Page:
How Big?

Saturn

An activity commonly undertaken for this section of the curriculum is to produce a wall chart, with a 2 m diameter disc of yellow paper to represent the Sun, and discs of appropriately coloured card to represent the planets. As planet sizes and separations are generally incompatible on the same scale, the separations are usually compressed. However this point is frequently missed by a number of the students, leading to a false perception of the overall scale of the Solar System.

Students can make accurate scale models so long as they have access to a playing field or sports field.

Relevance:

KS 3

Sci 4.4 b) The relative positions of the Earth, Sun and the planets in the solar system.

Sci 4.4 c) About the movement of planets about the Sun and to relate these to gravitational forces.

KS 4

Sci 4.4 a) The relative positions and sizes of planets stars and other bodies in the Universe.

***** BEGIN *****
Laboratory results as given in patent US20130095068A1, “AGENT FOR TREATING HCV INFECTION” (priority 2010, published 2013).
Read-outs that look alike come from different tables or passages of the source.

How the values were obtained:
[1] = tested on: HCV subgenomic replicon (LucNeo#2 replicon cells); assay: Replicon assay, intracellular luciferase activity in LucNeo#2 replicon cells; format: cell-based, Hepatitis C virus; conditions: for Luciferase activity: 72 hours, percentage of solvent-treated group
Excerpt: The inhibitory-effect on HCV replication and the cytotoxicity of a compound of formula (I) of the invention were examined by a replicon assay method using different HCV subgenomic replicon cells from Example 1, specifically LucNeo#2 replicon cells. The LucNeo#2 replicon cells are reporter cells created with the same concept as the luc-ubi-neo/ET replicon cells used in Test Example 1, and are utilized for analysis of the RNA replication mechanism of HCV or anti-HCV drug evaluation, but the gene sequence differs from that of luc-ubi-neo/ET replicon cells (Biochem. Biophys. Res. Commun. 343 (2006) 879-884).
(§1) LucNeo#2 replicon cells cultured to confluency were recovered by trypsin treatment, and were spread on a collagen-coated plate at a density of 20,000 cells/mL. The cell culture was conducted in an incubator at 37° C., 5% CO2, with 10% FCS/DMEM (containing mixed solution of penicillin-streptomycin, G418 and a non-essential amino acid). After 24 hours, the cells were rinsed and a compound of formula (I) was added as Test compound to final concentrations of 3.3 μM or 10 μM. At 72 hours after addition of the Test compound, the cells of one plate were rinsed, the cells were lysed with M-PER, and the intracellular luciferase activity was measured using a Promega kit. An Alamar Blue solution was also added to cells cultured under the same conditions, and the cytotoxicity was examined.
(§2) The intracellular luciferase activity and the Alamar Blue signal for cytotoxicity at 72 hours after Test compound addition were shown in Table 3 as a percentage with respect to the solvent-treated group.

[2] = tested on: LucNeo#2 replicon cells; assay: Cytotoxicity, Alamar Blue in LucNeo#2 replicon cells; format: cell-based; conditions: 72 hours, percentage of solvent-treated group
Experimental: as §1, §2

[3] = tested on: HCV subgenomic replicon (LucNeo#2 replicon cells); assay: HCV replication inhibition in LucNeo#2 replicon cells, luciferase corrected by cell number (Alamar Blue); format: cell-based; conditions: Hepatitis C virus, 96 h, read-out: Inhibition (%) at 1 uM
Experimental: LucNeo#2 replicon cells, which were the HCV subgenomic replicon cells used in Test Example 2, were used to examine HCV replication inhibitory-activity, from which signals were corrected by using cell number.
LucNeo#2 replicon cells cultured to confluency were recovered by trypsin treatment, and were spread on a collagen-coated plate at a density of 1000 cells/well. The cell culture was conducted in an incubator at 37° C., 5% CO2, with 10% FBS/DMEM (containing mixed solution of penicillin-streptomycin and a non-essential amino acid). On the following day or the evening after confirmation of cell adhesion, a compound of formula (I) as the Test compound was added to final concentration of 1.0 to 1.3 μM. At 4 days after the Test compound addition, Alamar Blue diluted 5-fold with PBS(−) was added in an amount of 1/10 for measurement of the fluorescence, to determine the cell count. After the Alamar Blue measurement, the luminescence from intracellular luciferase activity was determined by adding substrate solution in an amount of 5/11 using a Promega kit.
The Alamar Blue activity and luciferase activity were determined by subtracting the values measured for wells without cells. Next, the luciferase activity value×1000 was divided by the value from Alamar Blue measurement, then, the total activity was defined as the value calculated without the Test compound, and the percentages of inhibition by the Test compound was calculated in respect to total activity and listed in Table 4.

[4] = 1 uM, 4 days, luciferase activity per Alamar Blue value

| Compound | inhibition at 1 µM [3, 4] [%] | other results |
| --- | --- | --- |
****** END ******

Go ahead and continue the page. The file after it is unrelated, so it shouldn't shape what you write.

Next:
Resources

 

Physical

1 large yellow balloon

Assorted spheres (balls, ball bearings, plasticine etc.)

Trundle wheel, large tape measure or reliable paces.

 

Word Documents

 

Spreadsheets

Scale Model Planner

 

Image Files ( download each file )

 
Mercury Mars Uranus
Venus Jupiter Neptune
Earth Saturn

Pluto

 
Site Administrator: Professor M. A. Barstow. Email: mab@star.le.ac.uk. Page design updated by J. K. Barstow
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